When George Foreman and Muhammad Ali were preparing for their World Heavyweight Championship match in Zaire, Africa in 1974, (the historic “Rumble in the Jungle”), they ran into a bit of a snag. Foreman ended up with a cut over his eye during a training session which put the fight off for nearly a month. The two fighters remained in Africa, however, training, doing road work, holding sparring sessions and basically keeping in shape for the big fight until Foreman’s cut healed up.
Of course, all that work and no play can be no fun. I mean, really, you can only dance with a punching bag for so long.
Well, ABC Sports and ABC Entertainment came to the rescue and shipped off a few movies to Africa for the fighters to watch during some well-deserved down time. The movies included theatrical releases, such as “Straw Dogs” and “Suppose They Gave a War and Nobody Came?” and made-for-tv films, such as Darren McGavin’s “The Night Stalker,” Andy Griffith’s “Pray for the Wildcats” and…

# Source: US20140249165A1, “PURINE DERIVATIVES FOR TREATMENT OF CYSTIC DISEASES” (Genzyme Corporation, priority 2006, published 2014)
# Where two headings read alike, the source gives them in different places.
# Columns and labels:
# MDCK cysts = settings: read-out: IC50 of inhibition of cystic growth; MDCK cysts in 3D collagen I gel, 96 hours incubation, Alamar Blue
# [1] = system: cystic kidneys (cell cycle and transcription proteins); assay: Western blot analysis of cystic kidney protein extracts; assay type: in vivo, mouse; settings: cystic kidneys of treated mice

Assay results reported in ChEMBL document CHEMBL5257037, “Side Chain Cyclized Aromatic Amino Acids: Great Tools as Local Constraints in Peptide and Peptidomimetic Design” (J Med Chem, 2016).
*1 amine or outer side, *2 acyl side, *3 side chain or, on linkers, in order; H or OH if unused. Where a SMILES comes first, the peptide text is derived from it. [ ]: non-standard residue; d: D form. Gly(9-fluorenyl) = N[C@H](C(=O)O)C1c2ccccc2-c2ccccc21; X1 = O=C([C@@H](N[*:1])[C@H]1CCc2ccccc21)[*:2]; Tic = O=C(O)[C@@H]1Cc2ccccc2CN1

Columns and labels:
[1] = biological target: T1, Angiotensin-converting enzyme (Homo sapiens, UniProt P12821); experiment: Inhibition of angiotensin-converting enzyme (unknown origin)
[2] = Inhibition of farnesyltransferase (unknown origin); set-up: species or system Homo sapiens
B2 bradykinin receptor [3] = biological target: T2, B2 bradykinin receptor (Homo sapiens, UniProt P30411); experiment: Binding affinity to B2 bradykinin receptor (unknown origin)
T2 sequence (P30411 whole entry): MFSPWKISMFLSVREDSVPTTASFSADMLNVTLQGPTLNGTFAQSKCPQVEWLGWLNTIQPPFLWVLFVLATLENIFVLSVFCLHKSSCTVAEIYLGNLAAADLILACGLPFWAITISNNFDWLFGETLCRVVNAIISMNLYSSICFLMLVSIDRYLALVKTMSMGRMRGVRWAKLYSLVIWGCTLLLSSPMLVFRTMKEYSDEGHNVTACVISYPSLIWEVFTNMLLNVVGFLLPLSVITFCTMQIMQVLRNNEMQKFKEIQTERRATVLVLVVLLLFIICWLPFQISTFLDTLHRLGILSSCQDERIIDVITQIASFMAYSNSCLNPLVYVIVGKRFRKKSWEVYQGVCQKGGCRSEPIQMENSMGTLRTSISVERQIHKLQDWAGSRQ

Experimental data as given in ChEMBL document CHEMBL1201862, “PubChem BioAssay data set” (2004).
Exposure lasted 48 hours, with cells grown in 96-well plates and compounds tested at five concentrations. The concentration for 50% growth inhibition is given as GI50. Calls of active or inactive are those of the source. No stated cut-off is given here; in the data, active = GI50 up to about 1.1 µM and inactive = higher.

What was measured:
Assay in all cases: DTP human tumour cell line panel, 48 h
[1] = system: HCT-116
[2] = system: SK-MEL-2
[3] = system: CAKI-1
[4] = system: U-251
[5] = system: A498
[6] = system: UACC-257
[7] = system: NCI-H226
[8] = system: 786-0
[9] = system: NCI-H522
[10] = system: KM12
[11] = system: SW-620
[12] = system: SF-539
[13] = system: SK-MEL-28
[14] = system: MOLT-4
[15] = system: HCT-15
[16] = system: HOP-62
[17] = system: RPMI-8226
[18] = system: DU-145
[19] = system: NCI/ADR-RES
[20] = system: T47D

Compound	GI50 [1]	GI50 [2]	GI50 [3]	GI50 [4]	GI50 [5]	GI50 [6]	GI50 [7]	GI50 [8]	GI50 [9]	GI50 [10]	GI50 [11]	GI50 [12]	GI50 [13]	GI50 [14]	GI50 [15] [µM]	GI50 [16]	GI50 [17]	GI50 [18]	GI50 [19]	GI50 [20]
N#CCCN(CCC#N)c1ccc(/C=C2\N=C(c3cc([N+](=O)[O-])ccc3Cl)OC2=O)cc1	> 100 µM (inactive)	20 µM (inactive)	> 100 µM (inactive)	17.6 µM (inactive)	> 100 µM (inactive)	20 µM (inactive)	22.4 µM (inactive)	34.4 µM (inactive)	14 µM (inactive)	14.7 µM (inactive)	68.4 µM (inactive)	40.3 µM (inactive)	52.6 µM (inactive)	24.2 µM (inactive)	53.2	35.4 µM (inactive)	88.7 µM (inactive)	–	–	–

…Robert Culp’s “Outrage.”
According to the Rock Hill (S.C.) Herald, the ratings system was simple. If either fighter’s camp asked to see a movie for a second time, the film was a hit. Of course, as with most things I find in the Google news archive, I found no follow up on the films and how they were received. I can’t help but wonder though what critique the two fighters might have had for the scene where Culp takes Mark Leonard down with a good ole fashioned right cross.
Foreman: “Of course that fight was fixed. Culp fixed it with his right hand!”
Ali: “He’s a baaaad man!”
The National Film Preserrvation Foundation announced on Wednesday that it has awarded preservation grants to save 64 films, including the Robert Culp produced, directed and narrated 1969 documentary “Operation Breadbasket.”